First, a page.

Diomedea epomophora sanfordi Murphy, 1917, Chatham Islands.
OTHER COMMON NAMES
English: Toroa; French: Albatros royal; German: Königsalbatros; Spanish: Albatros Real.
Wingspan 8.85–10.0 ft (270–305 cm); 13.75–18.1 lb (6.25–8.2 kg); length: c. 45 in (115 cm). Large white bodied albatross with upper wing surface black. Eyelids black, spotted white in oldest birds.
Breeds only on New Zealand South Island (Taiaroa Head), Chatham Islands (Sisters and Forty-
Marine, breeding on exposed tops of small islets or headlands.
Extensive repertoire of mutual and group displays at the breeding site, some of which are occasionally performed in the air or on the water. Once pair bond is formed the most extravagantly spread wing displays are not used.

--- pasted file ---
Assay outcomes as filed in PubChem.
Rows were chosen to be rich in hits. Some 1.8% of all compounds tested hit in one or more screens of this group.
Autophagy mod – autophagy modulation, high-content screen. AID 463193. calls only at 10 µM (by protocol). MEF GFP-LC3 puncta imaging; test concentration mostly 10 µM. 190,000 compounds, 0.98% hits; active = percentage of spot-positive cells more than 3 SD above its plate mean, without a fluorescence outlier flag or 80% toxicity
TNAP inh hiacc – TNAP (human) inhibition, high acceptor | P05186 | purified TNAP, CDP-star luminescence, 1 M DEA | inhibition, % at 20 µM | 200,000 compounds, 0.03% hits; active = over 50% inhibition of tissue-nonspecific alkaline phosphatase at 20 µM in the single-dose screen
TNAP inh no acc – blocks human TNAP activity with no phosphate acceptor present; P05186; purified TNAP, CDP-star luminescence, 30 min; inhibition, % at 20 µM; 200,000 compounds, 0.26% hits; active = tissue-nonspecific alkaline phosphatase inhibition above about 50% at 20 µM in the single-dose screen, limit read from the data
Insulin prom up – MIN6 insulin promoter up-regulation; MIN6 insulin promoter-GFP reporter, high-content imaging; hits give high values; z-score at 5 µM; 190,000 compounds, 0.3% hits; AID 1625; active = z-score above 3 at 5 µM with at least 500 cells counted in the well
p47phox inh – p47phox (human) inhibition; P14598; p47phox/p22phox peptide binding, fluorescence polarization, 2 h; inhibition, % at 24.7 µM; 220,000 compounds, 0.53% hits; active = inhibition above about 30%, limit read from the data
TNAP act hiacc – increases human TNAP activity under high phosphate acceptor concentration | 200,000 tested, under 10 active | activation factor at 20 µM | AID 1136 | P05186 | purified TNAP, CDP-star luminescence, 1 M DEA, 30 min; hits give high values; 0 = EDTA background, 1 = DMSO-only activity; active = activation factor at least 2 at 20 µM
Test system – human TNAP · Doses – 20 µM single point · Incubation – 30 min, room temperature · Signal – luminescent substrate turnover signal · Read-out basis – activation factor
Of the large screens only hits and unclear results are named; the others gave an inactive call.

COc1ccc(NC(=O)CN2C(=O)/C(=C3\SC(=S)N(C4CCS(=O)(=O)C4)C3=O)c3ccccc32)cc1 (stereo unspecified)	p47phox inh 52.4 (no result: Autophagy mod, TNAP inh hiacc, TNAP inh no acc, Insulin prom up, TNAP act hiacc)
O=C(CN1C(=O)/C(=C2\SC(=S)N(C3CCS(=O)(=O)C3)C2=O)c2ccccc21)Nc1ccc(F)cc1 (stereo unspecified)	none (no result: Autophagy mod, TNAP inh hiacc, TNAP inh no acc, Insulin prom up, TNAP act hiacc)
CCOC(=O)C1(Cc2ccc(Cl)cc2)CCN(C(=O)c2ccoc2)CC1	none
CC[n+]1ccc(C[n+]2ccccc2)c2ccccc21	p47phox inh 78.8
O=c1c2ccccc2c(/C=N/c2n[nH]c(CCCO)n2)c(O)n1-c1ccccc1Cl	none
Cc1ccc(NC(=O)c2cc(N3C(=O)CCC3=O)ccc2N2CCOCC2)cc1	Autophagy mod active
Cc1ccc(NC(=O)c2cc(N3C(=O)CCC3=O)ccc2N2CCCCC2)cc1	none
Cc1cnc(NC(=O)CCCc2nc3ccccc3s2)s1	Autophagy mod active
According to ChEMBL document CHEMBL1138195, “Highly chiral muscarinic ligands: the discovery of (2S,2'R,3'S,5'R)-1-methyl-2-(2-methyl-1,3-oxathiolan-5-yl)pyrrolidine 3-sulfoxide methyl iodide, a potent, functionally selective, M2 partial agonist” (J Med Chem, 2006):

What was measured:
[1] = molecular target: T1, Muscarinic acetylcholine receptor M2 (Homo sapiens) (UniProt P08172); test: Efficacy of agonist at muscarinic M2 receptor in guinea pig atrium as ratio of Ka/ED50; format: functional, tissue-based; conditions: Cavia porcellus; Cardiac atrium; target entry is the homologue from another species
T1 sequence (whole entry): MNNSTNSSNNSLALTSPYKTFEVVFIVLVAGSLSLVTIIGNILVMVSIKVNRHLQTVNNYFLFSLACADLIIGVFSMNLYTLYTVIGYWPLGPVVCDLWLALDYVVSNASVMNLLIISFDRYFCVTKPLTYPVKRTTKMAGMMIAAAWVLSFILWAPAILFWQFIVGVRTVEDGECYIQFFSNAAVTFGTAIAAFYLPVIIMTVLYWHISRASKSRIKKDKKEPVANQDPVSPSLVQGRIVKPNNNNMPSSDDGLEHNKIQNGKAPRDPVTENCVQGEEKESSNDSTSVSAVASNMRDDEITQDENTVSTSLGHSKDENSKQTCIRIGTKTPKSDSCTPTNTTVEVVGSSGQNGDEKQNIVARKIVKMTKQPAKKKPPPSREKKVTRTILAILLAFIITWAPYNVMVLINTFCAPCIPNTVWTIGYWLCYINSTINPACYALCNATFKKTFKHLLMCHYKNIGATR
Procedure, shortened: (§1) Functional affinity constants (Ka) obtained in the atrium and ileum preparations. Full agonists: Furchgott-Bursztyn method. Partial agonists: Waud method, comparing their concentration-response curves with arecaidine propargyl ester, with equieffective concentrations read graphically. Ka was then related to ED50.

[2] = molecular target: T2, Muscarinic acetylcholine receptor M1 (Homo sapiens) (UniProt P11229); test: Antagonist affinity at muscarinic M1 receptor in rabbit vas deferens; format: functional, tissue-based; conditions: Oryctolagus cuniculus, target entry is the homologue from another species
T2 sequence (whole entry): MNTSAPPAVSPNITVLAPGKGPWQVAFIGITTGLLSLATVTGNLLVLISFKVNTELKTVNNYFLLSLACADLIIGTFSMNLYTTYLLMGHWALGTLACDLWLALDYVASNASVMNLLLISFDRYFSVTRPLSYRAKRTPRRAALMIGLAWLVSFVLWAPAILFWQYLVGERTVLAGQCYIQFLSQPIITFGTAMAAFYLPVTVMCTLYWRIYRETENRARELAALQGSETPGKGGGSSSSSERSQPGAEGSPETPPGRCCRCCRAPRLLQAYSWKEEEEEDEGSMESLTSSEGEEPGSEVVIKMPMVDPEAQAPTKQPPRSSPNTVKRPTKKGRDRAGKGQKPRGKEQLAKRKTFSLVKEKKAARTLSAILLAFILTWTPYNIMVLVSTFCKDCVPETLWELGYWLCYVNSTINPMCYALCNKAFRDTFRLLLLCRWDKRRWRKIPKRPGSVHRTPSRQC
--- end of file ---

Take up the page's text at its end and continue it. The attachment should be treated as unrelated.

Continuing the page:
FEEDING ECOLOGY AND DIET
Most food taken by surface seizing. Mainly cephalopods, with some fish, salps, and crustaceans. During the breeding season, feeding occurs over continental shelf breaks within 620 mi (1,000 km) of the colony. Probably an opportunistic feeder when migrating.
Lays one egg 27 October to 8 December with laying time fixed according to parentage. Nest a raised bowl of soil and vegetation rebuilt after each nesting attempt. Will also lay on bare rock with rock chips, but egg failures then are greater than 90%. On average, incubation is 79 days and fledging 240 days. Biennial breeder if successful. Monogamous, pairing usually for life. Breeding starts at 8 years and the average age of the breeding population is 20 years. Adult annual mortality is 4–5%.
Endangered. Total population c. 7,700 pairs, restricted to a tiny breeding range; the habitat supporting 99% of the population in Chatham Islands was severely degraded by storms in the 1980s. The resulting reduced productivity suggests a predicted 50% decline will occur over three generations unless the habitat improves significantly.
SIGNIFICANCE TO HUMANS
At Taiaroa Head the efforts of L.E. Richdale enabled protection of the fledgling colony by 1950. Public viewing started in 1972, and by 2001 more than 100,000 persons annually viewed the nesting colony.